Until you have hosted a nationally televised talk show for 10 or more years you need a GREAT introduction to your talks and presentations.
Let me be more specific. The talks, speeches and presentations which you deliver need great introductions.
And the best introductions are not about YOU – they are not even really about your talk as much as about the audience and why the audience should listen and care.
I think speech introductions are the most neglected thing in Toastmasters. Week in week out, at so many clubs, I hear uninspiring intros. Last week was no exception, I heard something to the effect:
“So those are the objectives. I don’t have his title, but please welcome up John to give his speech.”
Yuck! Not even a title? That means that the speaker couldn’t be bothered to come up with or at least communicate the title, let alone write an introduction. AND, the Toastmaster didn’t check with the speaker for an introduction ahead of time!
And don’t give me your bio. I DON’T CARE. I want to know about your speech and why it will be worth listening to!
Craig Valentine says it better than I can: Read his article here
Toastmasters: C’mon print out the objectives – let people read them to themselves. Give the Toastmaster of the Day an introduction that puts the audience on the edge of their seats!
But, please, for ME, never give a Toastmasters speech again without writing an introduction which fires up the audience!
Update: 6 July … And then today I visited a TM club which chartered about 2 months ago and the Toastmaster had great, spot on introductions for both speakers- Ice breaker Speakers – way to go IO!
|Is it a good/bad/great idea for Toastmasters websites to make available to District POTs (Plain Old Toastmasters) the weekly District Performance Reports.
These detail, among other things, the District goals and performance against those along with list of people who have sponsored members, achieved educational awards, clubs which have not submitted officer lists yet, etc.
They are available in a format which makes easier perusing that one at a time on the TI site.
Is that TOO much information? Is it Too Transparent? Can one be TOO Transparent in a non-profit self-improvement organization?
IMHO: I THINK NOT. You?
By the way, I am not asking if those reports are essential to POTs, but whether they should be made available – for the sake of Transparency. And maybe the side benefit of having POTs get a peek into some behind the scene workings at activities and data up the TI chain …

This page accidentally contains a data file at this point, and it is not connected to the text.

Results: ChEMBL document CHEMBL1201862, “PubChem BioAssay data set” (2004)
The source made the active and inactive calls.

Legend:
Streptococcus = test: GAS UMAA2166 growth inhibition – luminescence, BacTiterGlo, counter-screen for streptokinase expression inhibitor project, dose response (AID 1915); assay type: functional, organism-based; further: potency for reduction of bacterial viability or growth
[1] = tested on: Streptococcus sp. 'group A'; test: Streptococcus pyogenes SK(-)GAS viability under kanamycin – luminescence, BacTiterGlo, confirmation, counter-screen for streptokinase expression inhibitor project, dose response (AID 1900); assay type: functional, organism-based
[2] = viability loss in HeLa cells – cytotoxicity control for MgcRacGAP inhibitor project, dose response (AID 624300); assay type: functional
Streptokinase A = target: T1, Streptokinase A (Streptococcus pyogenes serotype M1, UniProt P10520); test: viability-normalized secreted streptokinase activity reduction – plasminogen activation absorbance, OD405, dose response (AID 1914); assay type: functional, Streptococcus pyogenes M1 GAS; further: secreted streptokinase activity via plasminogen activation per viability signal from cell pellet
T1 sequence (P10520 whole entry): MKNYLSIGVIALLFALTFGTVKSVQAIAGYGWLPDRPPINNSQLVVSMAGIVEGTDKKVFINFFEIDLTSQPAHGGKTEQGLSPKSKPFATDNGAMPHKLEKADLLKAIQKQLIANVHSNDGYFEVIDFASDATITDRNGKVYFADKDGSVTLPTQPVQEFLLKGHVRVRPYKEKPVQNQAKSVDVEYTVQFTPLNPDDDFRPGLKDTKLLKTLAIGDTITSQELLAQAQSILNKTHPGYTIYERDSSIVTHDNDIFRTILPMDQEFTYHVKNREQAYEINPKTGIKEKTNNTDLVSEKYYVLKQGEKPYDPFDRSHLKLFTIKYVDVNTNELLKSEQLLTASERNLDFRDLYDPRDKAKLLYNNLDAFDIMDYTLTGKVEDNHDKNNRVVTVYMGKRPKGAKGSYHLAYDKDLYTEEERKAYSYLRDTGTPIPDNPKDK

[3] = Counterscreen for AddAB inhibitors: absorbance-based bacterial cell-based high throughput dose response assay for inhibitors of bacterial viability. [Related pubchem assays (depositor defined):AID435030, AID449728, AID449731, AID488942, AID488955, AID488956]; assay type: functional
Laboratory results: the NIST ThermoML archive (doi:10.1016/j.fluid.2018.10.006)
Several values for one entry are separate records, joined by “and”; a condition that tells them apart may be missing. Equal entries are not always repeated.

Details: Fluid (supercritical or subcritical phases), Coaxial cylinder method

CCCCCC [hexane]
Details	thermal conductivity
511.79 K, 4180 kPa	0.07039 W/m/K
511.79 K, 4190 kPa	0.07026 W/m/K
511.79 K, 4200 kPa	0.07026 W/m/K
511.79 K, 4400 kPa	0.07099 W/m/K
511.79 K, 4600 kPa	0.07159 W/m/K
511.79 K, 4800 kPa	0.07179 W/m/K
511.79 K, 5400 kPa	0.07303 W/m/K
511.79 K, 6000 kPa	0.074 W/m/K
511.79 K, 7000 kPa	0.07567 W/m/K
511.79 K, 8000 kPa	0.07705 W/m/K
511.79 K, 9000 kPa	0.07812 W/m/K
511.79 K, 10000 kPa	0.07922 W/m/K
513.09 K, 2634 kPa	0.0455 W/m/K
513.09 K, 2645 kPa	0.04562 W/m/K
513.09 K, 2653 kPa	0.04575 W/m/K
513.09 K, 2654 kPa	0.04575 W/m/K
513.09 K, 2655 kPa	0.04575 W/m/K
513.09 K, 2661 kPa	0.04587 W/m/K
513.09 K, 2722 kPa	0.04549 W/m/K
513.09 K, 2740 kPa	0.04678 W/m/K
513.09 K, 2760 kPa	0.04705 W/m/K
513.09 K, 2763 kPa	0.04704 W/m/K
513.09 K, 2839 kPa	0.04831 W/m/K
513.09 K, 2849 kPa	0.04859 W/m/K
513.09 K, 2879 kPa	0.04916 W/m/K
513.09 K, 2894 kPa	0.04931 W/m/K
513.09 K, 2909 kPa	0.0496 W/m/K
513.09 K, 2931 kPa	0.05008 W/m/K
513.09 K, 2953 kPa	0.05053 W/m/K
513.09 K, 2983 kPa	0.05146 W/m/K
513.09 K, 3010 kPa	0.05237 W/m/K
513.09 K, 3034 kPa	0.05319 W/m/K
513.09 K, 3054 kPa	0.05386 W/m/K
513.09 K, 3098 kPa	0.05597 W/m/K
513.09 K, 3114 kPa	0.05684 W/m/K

I recently attended a local Toastmasters club as a guest and it was a great meeting: Run crisply on time, with energy and enthusiasm with a nice. welcoming. inclusive community feel. A very nice group of people. (Of course, I made some recommendations to the club at the end 😉
They are an appreciative bunch – one of them bought gifts for each of their outgoing officers in appreciation of their efforts. At the meeting, one member raised a motion to reimburse the cost from club funds and the motion passed unanimously.
I raised my hand and told them I applauded their sentiment. I also told them what they were doing might be in violation of the
club constitution (pdf). I suggested they check and amend their club constitution if they like.
I told them I was sorry! 🙂
What would you do? Do we have an obligation to point this stuff out or is it better to “look the other way”?
For better or worse, and meaning well, I find the latter harder to do
Article XI Legal Status and Dissolution:
Sec. 1. This Club is an unincorporated association formed solely for
the purpose of privately educating its individual members. This Club is not legally affiliated with
any company, agency, or special interest group from which this Club may draw its individual members.
The use of the funds of this Club shall be limited to educational purposes. They may not be used
for social or political purposes, or for the benefit of any individual.
Additional comment: 4 July
Based on various offline discussions, I am very glad I raised the issue and informed the club of official policy…
Dark as in NO MORE WHITEWASHING!
|I mean it – I heard a speech evaluation this week which ended with: